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For older adults living in rural communities, the challenge of aging in place is often magnified. What specific programs and policies have proven successful and could be replicated? View the full forum.

By Suzanne Anarde

Housing for older adults in rural areas is, indeed, an issue that we must continue to address. Aging in place is a priority for a majority of rural elderly residents as they strive to remain close to children and grandchildren, old friends, and their communities.

They face many challenges in achieving this goal, including limited appropriate and affordable housing options, adequate transportation and service availability. Aged housing stock further adds to the challenge. In addition, Rural America is older than the nation as a whole with higher rates of elderly poverty than urban communities.

Most Rural LISC local partners across the nation are responding with diverse programmatic approaches. Senior and multigenerational housing includes new construction and rehabilitation of rental units; owner-occupied rehabilitation and retrofits; and conversion of existing buildings into, or building new, assisted living environments. Community spaces, activity and exercise areas, communal dining areas, libraries with internet service, and supportive service coordination are all important considerations.

Transportation presents a big hurdle. Average travel for medical services in rural areas is 17 miles. However, four times more rural residents than urban residents drive more than 30 miles for medical services. Public transportation is rarely an option for the rural elderly, and private transportation can be complicated as rural residents age and their driving abilities wane. Dependency on others for transportation can be unreliable, adding stress.

Supportive service coordination is another critical component on a continuum of care for the rural elderly. This includes medical services, in-home health care, maturing adult caregivers and a variety of other needs. Programs with promise include telemedicine grants (USDA/RD) and the interagency Rides to Wellness. HUD’s Supportive Services Demonstration is also an exciting opportunity and will include an attractive educational component.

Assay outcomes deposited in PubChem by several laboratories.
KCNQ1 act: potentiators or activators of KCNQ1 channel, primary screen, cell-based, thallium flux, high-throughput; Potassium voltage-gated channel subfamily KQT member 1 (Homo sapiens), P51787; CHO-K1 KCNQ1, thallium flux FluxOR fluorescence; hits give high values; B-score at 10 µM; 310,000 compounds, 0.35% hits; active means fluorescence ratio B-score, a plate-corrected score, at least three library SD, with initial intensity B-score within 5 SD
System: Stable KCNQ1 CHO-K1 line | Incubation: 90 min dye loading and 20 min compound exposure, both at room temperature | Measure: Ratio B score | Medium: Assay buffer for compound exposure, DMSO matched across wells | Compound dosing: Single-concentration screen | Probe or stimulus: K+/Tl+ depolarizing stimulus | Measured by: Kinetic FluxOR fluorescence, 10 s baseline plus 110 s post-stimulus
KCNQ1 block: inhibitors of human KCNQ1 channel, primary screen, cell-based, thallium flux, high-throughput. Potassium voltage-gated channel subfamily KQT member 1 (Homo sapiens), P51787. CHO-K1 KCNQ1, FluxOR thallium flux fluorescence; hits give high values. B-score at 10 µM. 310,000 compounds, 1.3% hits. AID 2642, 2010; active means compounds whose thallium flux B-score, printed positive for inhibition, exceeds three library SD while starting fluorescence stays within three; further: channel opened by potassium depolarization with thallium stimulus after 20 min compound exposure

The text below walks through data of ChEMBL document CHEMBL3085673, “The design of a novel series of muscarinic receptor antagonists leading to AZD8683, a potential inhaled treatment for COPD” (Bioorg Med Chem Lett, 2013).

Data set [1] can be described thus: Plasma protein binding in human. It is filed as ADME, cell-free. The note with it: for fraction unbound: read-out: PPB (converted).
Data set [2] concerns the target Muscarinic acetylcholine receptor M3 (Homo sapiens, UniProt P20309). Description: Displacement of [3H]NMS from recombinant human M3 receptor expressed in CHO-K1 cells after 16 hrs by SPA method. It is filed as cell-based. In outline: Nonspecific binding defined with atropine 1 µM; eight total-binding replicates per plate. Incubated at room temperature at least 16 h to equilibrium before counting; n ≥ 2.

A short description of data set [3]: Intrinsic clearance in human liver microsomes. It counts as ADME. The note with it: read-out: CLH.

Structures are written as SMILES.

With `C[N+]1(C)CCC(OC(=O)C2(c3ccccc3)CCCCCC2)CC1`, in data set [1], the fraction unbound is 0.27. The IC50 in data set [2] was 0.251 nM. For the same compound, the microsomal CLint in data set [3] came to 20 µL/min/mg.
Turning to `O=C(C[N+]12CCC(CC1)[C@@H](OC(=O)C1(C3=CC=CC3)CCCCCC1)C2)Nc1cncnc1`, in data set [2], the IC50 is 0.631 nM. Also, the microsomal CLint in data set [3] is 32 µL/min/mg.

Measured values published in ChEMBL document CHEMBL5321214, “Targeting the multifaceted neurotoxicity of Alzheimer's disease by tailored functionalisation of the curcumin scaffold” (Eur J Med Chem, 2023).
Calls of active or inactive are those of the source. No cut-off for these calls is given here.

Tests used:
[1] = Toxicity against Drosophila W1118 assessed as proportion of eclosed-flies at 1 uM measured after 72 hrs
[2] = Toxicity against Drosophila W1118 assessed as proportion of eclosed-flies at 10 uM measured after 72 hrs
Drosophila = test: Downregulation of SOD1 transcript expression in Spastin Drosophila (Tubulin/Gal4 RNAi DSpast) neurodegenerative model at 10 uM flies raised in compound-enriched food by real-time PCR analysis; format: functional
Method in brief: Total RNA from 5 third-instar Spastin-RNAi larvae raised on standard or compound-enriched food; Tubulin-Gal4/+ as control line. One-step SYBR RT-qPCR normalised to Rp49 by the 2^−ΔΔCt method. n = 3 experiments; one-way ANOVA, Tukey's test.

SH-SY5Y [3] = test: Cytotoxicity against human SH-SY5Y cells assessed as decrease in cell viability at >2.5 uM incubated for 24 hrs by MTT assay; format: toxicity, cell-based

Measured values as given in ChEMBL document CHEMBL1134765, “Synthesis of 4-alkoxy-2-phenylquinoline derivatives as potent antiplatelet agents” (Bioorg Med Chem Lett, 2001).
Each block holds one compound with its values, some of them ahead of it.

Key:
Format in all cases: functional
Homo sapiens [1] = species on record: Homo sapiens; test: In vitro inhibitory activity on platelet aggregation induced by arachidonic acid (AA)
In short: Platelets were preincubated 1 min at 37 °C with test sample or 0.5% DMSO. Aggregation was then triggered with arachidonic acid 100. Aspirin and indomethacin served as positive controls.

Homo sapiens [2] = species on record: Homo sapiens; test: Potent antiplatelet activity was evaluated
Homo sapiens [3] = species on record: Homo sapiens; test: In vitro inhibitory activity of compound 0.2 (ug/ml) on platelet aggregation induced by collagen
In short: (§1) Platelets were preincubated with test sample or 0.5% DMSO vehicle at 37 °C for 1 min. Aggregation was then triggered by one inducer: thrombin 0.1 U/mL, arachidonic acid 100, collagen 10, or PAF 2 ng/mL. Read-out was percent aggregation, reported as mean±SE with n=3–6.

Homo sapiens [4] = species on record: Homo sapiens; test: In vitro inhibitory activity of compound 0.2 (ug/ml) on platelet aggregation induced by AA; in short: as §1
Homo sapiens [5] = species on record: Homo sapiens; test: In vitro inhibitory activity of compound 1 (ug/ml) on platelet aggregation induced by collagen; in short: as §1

From a funding standpoint, there are several programs that provide particular value in the continuum of care. New Markets Tax Credits and USDA/RD Community Facilities programs both provide viable funding options for the built environment. CDBG and HOME subsidies are also integral funding components, as are CSBG, USDA/RD 504 and LEAP for owner-occupied solutions. In terms of services, LISC’s Healthy Futures Funds can be utilized in communities.

How do we, as rural practitioners, approach this combination of issues? On a national level, evaluation of rural community and regional housing and population data by community-based organizations is ongoing. Creative solutions are emerging. One concept is conversion or construction of rural assisted living facilities, drawing on the lessons learned through HUD’s Assisted Living Conversion Program, past USDA/RD Community Facility uses, and LISC’s Healthy Futures Funds.

It is incumbent upon us to give our best to provide viable options for aging rural residents. Providing them with attractive housing, transportation and services options, rural older adults and their families may retain control of their lives while retaining dignity and identity.

Suzanne Anarde is program vice president for Rural LISC.


Welcome to the BPC Health and Housing Expert Forum. Each month contributors from different parts of the health and housing sectors will be invited to respond to a discussion topic. Have a question you’d like us to consider? Please leave it in the comments.

Any views expressed on this forum do not necessarily represent the views of the Senior Health and Housing Task Force, its co-chairs, or the Bipartisan Policy Center.